Why you should care
Because he has plans — and Democratic leaders are listening.
Welcome to The Wilderness, an OZY original series charting how Democrats are trying to climb out of their historic hole. Read more.
Jonathan Kreiss-Tomkins is known to run marathons up mountain trails for fun. He once climbed Argentina’s Ojos del Salado, the tallest volcano in the world, to definitively prove it was higher than a neighboring Chilean peak. He was a skilled cellist, a regional champion debator and an online organizer for a U.S. presidential campaign, all before graduating high school.
In a mythic land known for its larger-than-life characters, this 28-year-old is already one of the most interesting men in Alaska. And when all is said and done, he could wind up one of its most consequential.
Not that you’d know it meeting the soft-spoken state representative in his hometown of Sitka, a former Russian settlement accessible only by plane or boat. Clad in running shorts and a United Fishermen of Alaska cap, the youngest member of the Alaskan legislature somehow seems even younger as he chats up a crusty, bearded fisherman in the Back Door Café. He asks questions as often as he answers them, listening intently, his skinny arms tucked into the pockets of his teal windbreaker. It boggles the mind that almost six years ago, as a Yale senior one credit shy of graduation, he quit school to challenge the incumbent Republican co-chair of Alaska’s powerful state finance committee — and won by 32 votes.
Since pulling that upset, Kreiss-Tomkins has put remote Sitka on the national radar. The Nation called him “Alaska’s Lesson for the Left,” and he was named to the Washington Post’s “40 under 40” in 2014. More tangibly, he led the passage of a bill that made 20 Native dialects official languages of Alaska, a win for his indigenous-heavy district and no small task coming from a legislator stuck in what was then the minority party. Despite his youth, Kreiss-Tomkins has emerged as one of the strategic players keying a resurgence for liberals in Alaska — a turnaround that culminated with a November takeover of the Alaska House by a Democrat-led coalition of liberals, independents and moderate conservatives.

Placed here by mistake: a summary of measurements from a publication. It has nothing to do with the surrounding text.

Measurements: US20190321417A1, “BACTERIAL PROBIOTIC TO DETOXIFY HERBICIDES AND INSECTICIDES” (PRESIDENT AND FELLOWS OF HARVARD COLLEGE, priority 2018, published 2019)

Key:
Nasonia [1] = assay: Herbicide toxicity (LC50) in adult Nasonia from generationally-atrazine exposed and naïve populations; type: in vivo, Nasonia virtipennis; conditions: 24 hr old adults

How can the lower 48 left replicate progressive successes in Alaska? The answer is complicated.
It’s true that party leaders brokered the final deal restoring Democrats to power in the state capital, the nation’s only blue legislative chamber in a Trump-backing state. But that shift would not have been possible without Kreiss-Tomkins — the person to identify, and convince to run, the two elected independents who eventually formed the backbone of the coalition. He also played a role in persuading the three moderate Republicans who joined in the compromise, says Democrat Bruce Botelho, the former Alaska attorney general and mayor of Juneau: “He is a pollinator. His mind is constantly engaged in trying to figure out connections.”
What’s more, Kreiss-Tomkins is only getting started, speaking weekly with influential Democrats, including former DNC chair Howard Dean, about solving this not-so-simple question: How can the lower 48 left replicate progressive successes in Alaska? The answer is complicated, but the diminutive lawmaker is charting a path forward — one that, if successful, could bring the eyes of the nation to this remote island chain in the Last Frontier. “It’s absolutely replicable,” says Dean, who is working with Hillary Clinton’s new political group Onward Together to champion liberal candidates and causes. “Jonathan actually is a model for what we’re trying to do.”